The Beta Mum: Adventures in Alpha Land by Isabella Davidson
|The Beta Mum: Adventures in Alpha Land by Isabella Davidson|
|Category: Women's Fiction|
|Reviewer: Sue Magee|
|Summary: Moving home's never easy. Moving country is worse, particularly when you have a child in tow. Intelligent, thought-provoking fiction that you want to keep reading. Isabella Davidson popped into Bookbag Towers to chat to us.|
|Buy? Yes||Borrow? Yes|
|Pages: 234||Date: June 2017|
|Publisher: Silverwood Books|
|External links: Author's website|
To say that Sophie Bennett didn't want to move to London is something of an understatement. She's a shy person who doesn't make friends easily and the thought of losing all her support systems and having to start again fills her with dread. But, husband Michael has been offered a big job on London's RailLink project and it's not a chance he can turn down - even if he wanted to, and he doesn't. So before long their three-year old daughter, Kaya, has been left with Sophie's parents and Michael and Sophie have found a flat in west London and they've even, against all the odds, managed to secure a place for Kaya at London's most exclusive nursery school. Well, when I say that they managed to secure the place, I actually mean that they required the services of a nursery consultant, who has a double-barrelled name and a friendship with the headmistress.
Sophie's willing to try to make a go of it (it's only for three years, after all) but the first morning's drop off at Cherry Blossoms shows what she's up against. It's all celebrities, supermodels bodyguards, top end cars and power dressing. Sophie has never felt so out of place and can barely get a word of acknowledgement out of any of the mothers and all thoughts of the friendships she'd been hoping for drained away. She's definitely a beta mum in a herd of alphas. To make matters worse, Michael has turned into a workaholic, coming home late each night and often working at weekends. Kaya's not settling that well at nursery and getting playdates for her with the children of the rich and famous is difficult, particularly when the staff there assume that you've come to apply for a housekeeper's job. Desperate for an outlet, Sophie starts a blog.
I knew I was in for a treat as soon as I started reading: this is fiction for the thinking woman. Don't be misled by the presence of celebrities and the super-rich: they have to live somewhere: why not near you? Isabella Davidson takes a sensitive and sympathetic look at issues facing us in the 21st century. In an age when everyone seems to have hundreds of best friends and a wonderful life, how do you cope when you feel like a fish out of water? When you're lonely? When you're looking after a young child, but there seems to be no one to give you any support? When the only other adult you can talk to thinks you shouldn't disturb him when he's at work?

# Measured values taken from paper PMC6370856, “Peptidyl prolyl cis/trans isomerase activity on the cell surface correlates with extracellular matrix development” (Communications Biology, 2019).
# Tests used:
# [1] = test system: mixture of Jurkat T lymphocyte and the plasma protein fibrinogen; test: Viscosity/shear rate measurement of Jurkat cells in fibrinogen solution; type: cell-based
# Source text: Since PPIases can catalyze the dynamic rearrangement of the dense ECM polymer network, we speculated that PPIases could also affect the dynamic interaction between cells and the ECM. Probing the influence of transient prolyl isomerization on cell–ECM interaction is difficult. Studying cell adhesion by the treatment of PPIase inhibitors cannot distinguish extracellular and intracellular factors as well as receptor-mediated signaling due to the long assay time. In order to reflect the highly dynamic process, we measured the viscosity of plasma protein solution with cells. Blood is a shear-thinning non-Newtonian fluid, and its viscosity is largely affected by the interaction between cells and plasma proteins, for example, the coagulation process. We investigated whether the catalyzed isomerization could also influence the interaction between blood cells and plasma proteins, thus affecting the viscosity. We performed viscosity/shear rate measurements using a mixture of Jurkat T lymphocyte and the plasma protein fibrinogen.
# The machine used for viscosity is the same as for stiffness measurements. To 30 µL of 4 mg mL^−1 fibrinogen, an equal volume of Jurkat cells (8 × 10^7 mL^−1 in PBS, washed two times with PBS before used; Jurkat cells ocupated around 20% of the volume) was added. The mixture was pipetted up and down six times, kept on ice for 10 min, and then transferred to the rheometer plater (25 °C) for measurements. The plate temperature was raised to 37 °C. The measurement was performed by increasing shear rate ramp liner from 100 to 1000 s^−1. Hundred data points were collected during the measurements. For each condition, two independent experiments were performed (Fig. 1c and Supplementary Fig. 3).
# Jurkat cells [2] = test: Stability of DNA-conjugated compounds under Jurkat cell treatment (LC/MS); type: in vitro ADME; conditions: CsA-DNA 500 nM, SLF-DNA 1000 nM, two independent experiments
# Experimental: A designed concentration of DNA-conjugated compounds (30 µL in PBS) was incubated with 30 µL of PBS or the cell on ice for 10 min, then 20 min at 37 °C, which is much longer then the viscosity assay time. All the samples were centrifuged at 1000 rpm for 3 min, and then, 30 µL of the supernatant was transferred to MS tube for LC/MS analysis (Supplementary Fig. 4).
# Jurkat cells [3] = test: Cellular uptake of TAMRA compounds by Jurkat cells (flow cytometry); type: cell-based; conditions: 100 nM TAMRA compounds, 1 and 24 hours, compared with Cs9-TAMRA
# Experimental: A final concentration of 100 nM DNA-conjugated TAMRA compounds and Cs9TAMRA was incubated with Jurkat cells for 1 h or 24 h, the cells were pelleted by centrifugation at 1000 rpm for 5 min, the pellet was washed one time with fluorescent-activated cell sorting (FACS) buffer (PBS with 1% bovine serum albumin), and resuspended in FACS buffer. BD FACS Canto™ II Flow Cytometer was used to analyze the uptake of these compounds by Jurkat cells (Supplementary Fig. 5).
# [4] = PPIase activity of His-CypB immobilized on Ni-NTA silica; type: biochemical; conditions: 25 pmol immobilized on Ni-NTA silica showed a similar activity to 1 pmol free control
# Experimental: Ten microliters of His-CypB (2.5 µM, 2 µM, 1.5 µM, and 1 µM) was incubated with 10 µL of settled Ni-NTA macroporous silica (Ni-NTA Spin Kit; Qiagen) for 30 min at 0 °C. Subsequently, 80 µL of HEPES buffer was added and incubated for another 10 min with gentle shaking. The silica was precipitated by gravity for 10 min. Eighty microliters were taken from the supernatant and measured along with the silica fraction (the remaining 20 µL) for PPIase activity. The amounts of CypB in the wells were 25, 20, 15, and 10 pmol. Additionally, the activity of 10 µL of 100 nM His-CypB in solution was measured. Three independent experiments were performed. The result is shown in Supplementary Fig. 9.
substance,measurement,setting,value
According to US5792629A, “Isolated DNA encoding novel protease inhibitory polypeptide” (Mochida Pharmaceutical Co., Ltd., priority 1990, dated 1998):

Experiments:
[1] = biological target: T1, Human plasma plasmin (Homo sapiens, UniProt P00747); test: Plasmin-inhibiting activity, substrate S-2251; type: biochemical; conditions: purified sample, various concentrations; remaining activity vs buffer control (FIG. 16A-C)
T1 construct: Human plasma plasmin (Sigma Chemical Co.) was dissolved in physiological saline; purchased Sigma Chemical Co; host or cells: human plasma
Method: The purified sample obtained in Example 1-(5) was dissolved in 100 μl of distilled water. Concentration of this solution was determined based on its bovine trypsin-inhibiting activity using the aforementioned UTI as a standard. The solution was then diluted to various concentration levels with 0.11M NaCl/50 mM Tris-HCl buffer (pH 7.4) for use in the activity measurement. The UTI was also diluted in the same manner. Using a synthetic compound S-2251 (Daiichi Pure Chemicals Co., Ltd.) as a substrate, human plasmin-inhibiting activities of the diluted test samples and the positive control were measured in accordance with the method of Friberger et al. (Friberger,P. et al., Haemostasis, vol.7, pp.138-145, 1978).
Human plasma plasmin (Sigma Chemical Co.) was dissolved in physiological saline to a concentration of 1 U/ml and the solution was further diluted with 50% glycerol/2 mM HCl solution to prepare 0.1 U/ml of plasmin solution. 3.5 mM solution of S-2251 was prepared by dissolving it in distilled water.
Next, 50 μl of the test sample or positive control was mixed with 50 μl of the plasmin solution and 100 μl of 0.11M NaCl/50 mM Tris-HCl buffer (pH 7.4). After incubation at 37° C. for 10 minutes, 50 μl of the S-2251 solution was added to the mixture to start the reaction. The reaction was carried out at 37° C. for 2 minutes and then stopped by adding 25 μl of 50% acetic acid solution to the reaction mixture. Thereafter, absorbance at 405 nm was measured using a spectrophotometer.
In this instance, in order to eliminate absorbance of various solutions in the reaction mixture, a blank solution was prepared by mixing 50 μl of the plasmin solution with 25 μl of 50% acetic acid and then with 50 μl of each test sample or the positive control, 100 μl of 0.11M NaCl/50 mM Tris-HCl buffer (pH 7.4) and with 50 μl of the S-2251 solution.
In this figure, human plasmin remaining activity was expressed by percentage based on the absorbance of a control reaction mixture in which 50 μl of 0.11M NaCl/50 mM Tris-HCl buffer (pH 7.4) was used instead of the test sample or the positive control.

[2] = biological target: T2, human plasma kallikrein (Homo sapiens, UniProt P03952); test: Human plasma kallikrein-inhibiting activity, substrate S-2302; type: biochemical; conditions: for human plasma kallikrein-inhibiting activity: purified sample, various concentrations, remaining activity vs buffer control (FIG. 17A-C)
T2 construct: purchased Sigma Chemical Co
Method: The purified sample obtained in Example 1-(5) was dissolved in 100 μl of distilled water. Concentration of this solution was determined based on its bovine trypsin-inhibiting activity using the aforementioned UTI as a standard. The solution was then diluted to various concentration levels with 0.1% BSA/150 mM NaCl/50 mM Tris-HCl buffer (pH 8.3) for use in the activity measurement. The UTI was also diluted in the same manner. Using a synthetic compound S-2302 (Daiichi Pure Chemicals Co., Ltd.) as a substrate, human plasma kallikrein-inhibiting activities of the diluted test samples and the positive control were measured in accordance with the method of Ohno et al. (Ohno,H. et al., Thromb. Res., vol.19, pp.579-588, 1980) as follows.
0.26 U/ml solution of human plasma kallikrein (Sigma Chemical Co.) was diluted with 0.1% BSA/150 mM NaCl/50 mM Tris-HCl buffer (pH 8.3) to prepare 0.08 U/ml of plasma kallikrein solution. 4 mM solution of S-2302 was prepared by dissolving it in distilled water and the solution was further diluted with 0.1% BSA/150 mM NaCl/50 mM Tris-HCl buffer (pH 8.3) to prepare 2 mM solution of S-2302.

There's a thought-provoking look at wealth. Sophie and Michael are well off. Michael's job is well paid and the company is covering some of their expenses. Sophie would like to work, but doesn't need to. By most people's standards that's rich, but by Cherry Blossom standards the Bennets are at the bottom of the scale. They're never obviously judged on the basis of their net worth: they're just judged. But when you dig deeper there are divisions within the super-rich: some hedge funds have never quite recovered from the financial crash, but the wives don't moderate their spending to compensate.Then there's the fact that money can't guarantee safety. And even at Michael's level there's the problem of trying to get some work/life balance that might actually allow you to see your family every now and then. OK, they're first world problems, but that doesn't make them any less real.
As a blogger myself the most intriguing thread was about Sophie's blog. Isabella Davidson (she blogs as Notting Hill Yummy Mummy) catches the feeling completely. There's the obsession with followers and page views and that sense of being anonymous and being able to say what you like without there being any redress. At one point I think I stopped breathing because I was so worried for Sophie, particularly as she learned the valuable lesson that you should never press 'send' when you've had too much to drink.
You'll have realised that I completely bought into Sophie. I wanted to give her a hug. It's a couple of days since I finished the book, but I keep wondering how she's getting on. She's not alone though - all the characters come off the page and into your life. It's a great story too: I read it in a couple of sittings. It would have been one, but work was particularly demanding! I'd like to thank the author for sending a copy to the Bookbag.
If this book appeals then I think you'll also enjoy The Hive by Gill Hornby.
You can read more about Isabella Davidson here.
Isabella Davidson was kind enough to be interviewed by Bookbag.
You can read more book reviews or buy The Beta Mum: Adventures in Alpha Land by Isabella Davidson at Amazon.co.uk
You can read more book reviews or buy The Beta Mum: Adventures in Alpha Land by Isabella Davidson at Amazon.com.
The Beta Mum: Adventures in Alpha Land by Isabella Davidson is in the Top Ten Self-Published Books 2017.
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